Birds of Kiawah Checklist

Kiawah Island is home to more than 200 species of birds, ranging in size from the tiny ruby-throated hummingbird all the way up to the bald eagle. Check out this checklist of the birds of Kiawah Island published buy the Town of Kiawah.

Checklist of the Birds of Kiawah Isalnd, South Carolina: Town of Kiawah Island, February 2017

Please report any rare or unusual sightings to the Town of Kiawah Island wildlife biologists at 843-768-9166 or agiven@kiawahisland.org.

Ringed-billed Gull
Larus delawarensis

Ring-billed gulls are medium sized birds with gray backs and white heads. As one would imagine, a ring-billed gull has a black ring on its yellow bill. However, one of the most distinguishing features of this bird is its distinct white spots on jet black wing tips. The ring-billed gull is reportedly the most common gull in North America. Although they are present year-round at Kiawah's beach and ponds, the are most common in the winter.

Photo by Pamela Cohen

Herring Gulls
Larus argenatus

Herring gulls, the most widespread gull in North America, are some of the larger gulls on the Island. Adults have white heads, pale gray backs, and yellow bills with a red spot on the lower beak. Immatures are brownish with black tipped pink bills. An easy way to identify a herring gull is by the way that it eats. Herring gulls will fly up in the air and drop a clam on the beach to open the shell, being careful with the timing since he doesn’t want another bird to steal his food. Although herring gulls are seen year-round on Kiawah, they are more commonly seen on Kiawah’s beach and ponds during the winter.



Gulls are the most common bird that you will see on Kiawah’s beach any time of the year. They’re about 16 inches tall, with gray upper bodies, white under bodies, webbed feet, and medium sized stout beaks with a hook on the end.  These highly adaptable birds eat crabs, small fish, crustaceans, and insects, but mostly they are scavengers, stealing scraps of food, garbage, and even other birds’ eggs. They are quick and sneaky birds, often waiting near other birds, hoping that they will drop their lunches.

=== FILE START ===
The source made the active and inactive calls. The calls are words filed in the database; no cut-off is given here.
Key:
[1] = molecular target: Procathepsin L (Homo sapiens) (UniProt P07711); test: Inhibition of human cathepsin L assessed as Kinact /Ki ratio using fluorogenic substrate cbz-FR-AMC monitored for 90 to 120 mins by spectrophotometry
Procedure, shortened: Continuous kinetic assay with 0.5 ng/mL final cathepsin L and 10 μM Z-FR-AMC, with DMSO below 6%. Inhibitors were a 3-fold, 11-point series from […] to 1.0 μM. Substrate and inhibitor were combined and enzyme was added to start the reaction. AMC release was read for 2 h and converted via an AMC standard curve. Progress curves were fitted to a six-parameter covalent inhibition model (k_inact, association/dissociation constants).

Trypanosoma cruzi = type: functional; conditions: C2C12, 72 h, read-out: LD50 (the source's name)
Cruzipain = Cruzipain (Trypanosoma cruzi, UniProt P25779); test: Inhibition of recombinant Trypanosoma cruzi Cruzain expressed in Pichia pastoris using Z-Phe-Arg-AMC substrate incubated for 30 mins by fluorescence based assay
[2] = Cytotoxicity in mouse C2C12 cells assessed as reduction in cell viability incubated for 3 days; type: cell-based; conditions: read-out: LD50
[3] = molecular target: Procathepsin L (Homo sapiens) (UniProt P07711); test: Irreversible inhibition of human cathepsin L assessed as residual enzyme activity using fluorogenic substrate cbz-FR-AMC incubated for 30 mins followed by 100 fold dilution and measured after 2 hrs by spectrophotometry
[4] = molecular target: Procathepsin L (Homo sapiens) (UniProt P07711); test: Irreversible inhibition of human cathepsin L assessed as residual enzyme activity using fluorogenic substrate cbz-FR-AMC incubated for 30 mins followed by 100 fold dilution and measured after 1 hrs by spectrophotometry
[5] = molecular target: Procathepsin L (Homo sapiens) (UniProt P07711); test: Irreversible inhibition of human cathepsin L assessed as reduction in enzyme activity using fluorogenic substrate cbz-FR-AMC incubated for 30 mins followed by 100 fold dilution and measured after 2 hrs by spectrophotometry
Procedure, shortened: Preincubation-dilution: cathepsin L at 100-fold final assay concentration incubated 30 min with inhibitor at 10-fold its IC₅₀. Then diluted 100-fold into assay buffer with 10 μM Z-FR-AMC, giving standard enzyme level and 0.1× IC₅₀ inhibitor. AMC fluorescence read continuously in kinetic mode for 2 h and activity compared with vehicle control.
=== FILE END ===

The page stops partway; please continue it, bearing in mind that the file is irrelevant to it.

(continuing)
Although there are a number of different species of gulls on the Island, young gulls of all species look somewhat alike, with brownish speckled feathers. If you quietly watch the gulls, you may notice some interesting ways that they interact with each other. One gull may display dominance by loudly cackling, nodding his head and upper body, flapping his wings, and even chasing other birds away. Notice how gulls show submission, by turning their heads and walking away. One of the benefits of gulls is that they will eat anything. These assertive and adaptable birds are survivalists, and are quite helpful in keeping our beach clean.

Photo by Jim Chitwood

Laughing Gull
Leucophaeus atricilla

Laughing gulls are medium-sized seagulls. During the summer, they have dark gray backs, black heads, and red bills. As winter approaches, their feathers molt leaving behind lightened white heads with gray smudges and dark bills. Laughing gulls are common year-round on Kiawah's beaches, ponds, creeks, and marshes. 

If you happen to be eating on the beach, you may hear the loud cackling of laughing gulls before you see them. They often congregate in groups of other gulls and may even intermingle with other species of birds on the beach.

Photo by Pamela Cohen